That was it. That was the moment it hit me that I was moving to a country that I would not understand. I have lived here in Switzerland for nearly 16 months now (Ich bin in der Schweiz seit sechszehn Monaten), and I still think about that moment regularly. That was the moment that I realized I had no choice but to learn a second language if I would survive the next few years, and that was the moment that I honestly started trying to learn German. Once I realized that they were speaking another language, I began desperately searching their conversation for meaning… and I haven’t stopped since. I am surrounded by a language that very often means nothing to me and it is, to say the least, frustrating. It’s uncomfortable to look someone in the eye as they speak to you and have no idea what they’re trying to say — especially when you know they are scolding you (yes, these jerks do that). It’s isolating to overhear children talking to each other on the sidewalk and not have any idea what they’ve just said. It’s frightening to see warning messages flash across the train schedule as the trains slows to a stop at an unfamiliar station and everyone stands up to get off. It’s embarrassing to have an annoyed stranger reach over you to push an elevator button after you have obviously misunderstood them and pushed the wrong one (and then riding to the wrong floors together as you try not to cry).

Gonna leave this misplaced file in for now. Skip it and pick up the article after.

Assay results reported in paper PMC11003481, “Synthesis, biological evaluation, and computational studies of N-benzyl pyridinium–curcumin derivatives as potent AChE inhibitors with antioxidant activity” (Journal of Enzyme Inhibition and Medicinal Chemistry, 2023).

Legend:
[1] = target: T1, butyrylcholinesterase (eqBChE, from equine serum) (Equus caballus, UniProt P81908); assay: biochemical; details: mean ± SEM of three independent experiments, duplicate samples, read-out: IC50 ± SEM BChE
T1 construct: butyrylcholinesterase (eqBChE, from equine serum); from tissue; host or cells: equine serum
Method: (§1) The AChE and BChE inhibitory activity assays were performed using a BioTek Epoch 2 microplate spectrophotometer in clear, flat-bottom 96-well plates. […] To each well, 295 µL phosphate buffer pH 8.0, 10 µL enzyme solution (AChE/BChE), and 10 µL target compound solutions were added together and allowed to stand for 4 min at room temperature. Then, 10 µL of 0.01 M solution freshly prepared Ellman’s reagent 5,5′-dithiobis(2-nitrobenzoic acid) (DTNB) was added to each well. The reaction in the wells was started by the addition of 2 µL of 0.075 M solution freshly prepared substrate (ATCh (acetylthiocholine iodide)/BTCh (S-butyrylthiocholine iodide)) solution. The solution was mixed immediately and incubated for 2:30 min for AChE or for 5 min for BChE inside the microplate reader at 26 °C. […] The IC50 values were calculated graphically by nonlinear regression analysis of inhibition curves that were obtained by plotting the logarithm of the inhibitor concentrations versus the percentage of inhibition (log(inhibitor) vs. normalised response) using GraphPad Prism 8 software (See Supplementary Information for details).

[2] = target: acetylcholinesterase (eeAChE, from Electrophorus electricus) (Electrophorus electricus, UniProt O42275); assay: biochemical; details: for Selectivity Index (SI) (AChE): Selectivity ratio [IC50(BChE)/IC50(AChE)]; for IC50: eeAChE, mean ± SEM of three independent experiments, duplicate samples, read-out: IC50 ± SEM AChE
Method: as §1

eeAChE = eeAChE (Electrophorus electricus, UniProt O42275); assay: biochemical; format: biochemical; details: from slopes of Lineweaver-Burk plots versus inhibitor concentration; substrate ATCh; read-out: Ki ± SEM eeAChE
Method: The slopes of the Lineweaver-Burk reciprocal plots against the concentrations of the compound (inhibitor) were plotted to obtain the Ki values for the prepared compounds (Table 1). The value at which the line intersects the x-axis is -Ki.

It’s hard. Not bad, but hard. Freaking hard. Though I cry a lot out of frustration, there is some sort of emotionally-masochistic part of me that loves every moment of this oddly invigorating transition. Life is nothing if not moving forward, and I feel like my life has been on one of those moving sidewalks (on super fast!) for over a year now.

I AM learning the language. I understand more every day. Some days the new things I learn make me feel strong and powerful like I can do anything. Other days the realizations I have make me feel like a outrageously ignorant moron because I’ll suddenly understand that I’ve done things very, very wrong and made a fool of myself. I am exhausted at the end of most days, but often have a hard time sleeping because my brain wants to replay everything from the previous day and how to deal with the following one.

I’m a foreigner.

2 Responses to “Deutschbag/douchbag — I don’t know what I am.”

  1. Susan Lasater February 26, 2013 at 4:51 pm #

    This one makes me cry because I have felt your frustration and some of your isolation in what you have expressed in the past. But I also know that you are a strong woman, and that you will do all of what needs to be done with grace and dignity….well, at least most of the time…hahaha. Besides, crying relieves frustration and anxiety! Love you, Susan (PS: the vids of yall and the baby keep us going!)

  2. Maggie February 26, 2013 at 9:58 pm #

    🙂 I know what you mean. Being a foreigner is both fun and frustrating. Here’s to more fun days than frustrating ones. 🙂 I love you – Enjoy